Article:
The writer, Geoff Shullenberger, refers to Peter Thiel, a hedge fund manager (and founder of PayPal) who is now on the executive committee of President-elect Donald Trump's transition team, and links Thiel's thinking to that of his former professor and "philosophical mentor" René Girard.

There may be some good ideas in the article but they are couched in that horrid jumble of jargon from sociology, psychology, Marxism etc that resembles a parody of mediaeval scholastic theology, bristling with unnecessary references and appeals to allegedly established authority. My reaction is typical of the Anglo-Saxon attitude to Continental theoreticians: we like our abstractions to be more concrete.

In my schooldays the way to determine whether there was any substance was to do a précis. Typically this would cut down the original word count to, say, 40%. But one can be much more radical with guffmeisters such as Russell Brand - I got him down to less than 8% (

I challenged Nick to do the same for this latest, reducing the 3,445 words of the original to no more than 250. Heroically, he has done so. I now challenge the reader to see if it could be boiled down even further, and then challenged on logic and fact!


Humans desire things because others desire those things, and we unconsciously mimic them. By having the object of desire, the Other makes us desire it, but also makes us resent the Other’s having it: mimetic desire and violence are inextricable. Desire is potentially a source of conflict (especially when the desire is for something intangible such as honor, status, respect, recognition) - a basic problem for human societies.

The ancient solution was substitution of the scapegoat for the rival - the original “breakthrough” moment of human progress, breaking the cyclical repetition of mimetic violence. Religion ritualized the scapegoat mechanism into sacrifices - symbolic acts that created gods, myths and hierarchies.

The rise of techno-scientific rationality and secular governance correlates with the decline of the sacred. But since religion has been the primary form of regulating violence, its displacement raises the possibility of uncontained violence and a panicked return to violent forms of religion.

The imitative basis of desire can explain the success of social media, which intensify universalized competition, feeding rivalry and ressentiment. They also create the space for new modes of scapegoating. Bullying and “forming communities” are connected: scapegoating is the cement of group identities. Voters in demographic decline turn against the Other. “The 99% vs. the 1%” is modern-day scapegoating.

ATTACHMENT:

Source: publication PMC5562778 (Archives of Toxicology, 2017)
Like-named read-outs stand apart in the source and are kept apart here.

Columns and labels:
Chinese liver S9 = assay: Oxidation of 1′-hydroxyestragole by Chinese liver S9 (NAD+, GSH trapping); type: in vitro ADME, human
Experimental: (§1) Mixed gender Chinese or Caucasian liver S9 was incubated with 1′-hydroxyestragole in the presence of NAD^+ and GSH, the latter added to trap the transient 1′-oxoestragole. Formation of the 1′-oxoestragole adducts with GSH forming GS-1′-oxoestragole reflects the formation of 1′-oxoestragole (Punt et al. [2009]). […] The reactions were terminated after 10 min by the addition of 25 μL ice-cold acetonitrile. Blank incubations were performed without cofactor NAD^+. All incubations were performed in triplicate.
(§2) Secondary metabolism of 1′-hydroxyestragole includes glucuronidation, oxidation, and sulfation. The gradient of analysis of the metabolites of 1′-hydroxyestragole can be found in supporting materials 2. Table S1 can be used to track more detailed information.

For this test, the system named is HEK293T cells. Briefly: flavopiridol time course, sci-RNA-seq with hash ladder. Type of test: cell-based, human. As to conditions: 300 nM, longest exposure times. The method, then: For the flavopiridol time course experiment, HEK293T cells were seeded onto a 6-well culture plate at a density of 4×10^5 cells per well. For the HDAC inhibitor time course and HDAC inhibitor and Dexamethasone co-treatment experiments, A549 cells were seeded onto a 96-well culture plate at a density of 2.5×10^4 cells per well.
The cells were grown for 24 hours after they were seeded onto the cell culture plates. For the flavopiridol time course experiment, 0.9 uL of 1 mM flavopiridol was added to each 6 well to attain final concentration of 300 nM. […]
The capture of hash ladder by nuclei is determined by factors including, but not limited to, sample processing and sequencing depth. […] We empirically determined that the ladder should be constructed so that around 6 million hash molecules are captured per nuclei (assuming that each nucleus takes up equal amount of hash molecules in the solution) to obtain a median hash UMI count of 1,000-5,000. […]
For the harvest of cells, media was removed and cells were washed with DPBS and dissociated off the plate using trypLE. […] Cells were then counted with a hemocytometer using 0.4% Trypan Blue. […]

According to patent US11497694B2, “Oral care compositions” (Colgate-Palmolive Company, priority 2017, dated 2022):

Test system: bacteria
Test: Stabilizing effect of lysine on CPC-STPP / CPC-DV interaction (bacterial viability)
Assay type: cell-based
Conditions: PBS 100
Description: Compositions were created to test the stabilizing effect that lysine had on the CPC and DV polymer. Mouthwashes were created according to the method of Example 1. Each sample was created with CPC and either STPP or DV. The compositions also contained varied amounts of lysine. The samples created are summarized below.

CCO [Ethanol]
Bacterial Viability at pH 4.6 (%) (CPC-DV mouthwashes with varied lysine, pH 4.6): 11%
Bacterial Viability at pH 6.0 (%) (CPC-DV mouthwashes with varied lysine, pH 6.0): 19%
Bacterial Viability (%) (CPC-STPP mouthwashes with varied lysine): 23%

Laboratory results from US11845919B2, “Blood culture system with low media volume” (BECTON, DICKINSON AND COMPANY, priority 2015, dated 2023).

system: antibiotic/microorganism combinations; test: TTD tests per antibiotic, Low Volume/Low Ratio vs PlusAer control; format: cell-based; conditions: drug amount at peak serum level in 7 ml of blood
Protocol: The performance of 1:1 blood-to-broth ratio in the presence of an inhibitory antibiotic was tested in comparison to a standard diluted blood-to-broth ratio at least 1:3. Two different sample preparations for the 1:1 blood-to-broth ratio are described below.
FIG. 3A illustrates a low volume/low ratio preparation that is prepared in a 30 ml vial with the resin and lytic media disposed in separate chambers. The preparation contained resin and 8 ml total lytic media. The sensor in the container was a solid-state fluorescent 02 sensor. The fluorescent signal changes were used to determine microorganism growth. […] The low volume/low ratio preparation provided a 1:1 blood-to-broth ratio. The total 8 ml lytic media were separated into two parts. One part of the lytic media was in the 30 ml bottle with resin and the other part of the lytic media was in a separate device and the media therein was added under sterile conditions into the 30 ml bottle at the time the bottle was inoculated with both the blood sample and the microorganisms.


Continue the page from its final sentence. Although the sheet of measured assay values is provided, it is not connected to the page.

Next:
Developers of technology need to accomplish something comparable to what religions did: the creation of superstructures that blunt the tendencies toward dissolution currently threatening global society.

Monday, December 26, 2016

The Mind is Flat

Nick Chater again. Many people won't like the ideas he promotes here because they cast aside traditional notions of how our minds work. I find the framework convincing enough to have spent far more time on it than just this video. Chater's framework explains too much to be fundamentally wrong.

However, it is worth pointing out that the flat mind idea is probably not convincing if one simply views Chater's experiments and rationale from a traditional outlook. The video definitely requires a willingness to change perspective, but once that is done the elegant simplicity of it becomes clear.

We are improvisers - we do not have mental depth to draw on in the traditional sense. We improvise our current behaviour, thoughts and opinions within the context of current situations and a need to be consistent with our perceived personality. One might almost say our current personality.

At first sight it all sounds too fluid and unstable to be satisfactory. Surely our personalities are more stable than Chater suggests? To sweeten the pill this approach does allow us to tie in the creative aspects of human life. To improvise is to create. We must improvise so we must create. We cannot stop. Not necessarily a good thing because we may improvise honestly or dishonestly, but worth remembering if you choose to watch the whole thing.

Here's the video introduction.

This talk presents the case that there are no hidden depths, whether evolutionary, psychological, or economic, from which the real motivations for human behaviour emerge. Motives are, indeed, astonishingly shallow, with the illusion of depth sustained by our mental projection of meaning into the actions of ourselves and other. But the illusion of depth is of crucial importance: it helps us reign in our behaviour, which would otherwise be even more capricious and inconsistent. This thesis has implications for theories in psychology, economics, and ethics which are explicitly, or implicitly, committed to "deep" motivations underpinning human life. It also provides a new framework for thinking about how to make choices, whether as individuals, in business, or in public policy.

Friday, December 23, 2016

Friday Night Is Music Night: JD's Christmas Box 2

Lifting out the first tray, we come to a fresh selection from JD, who says: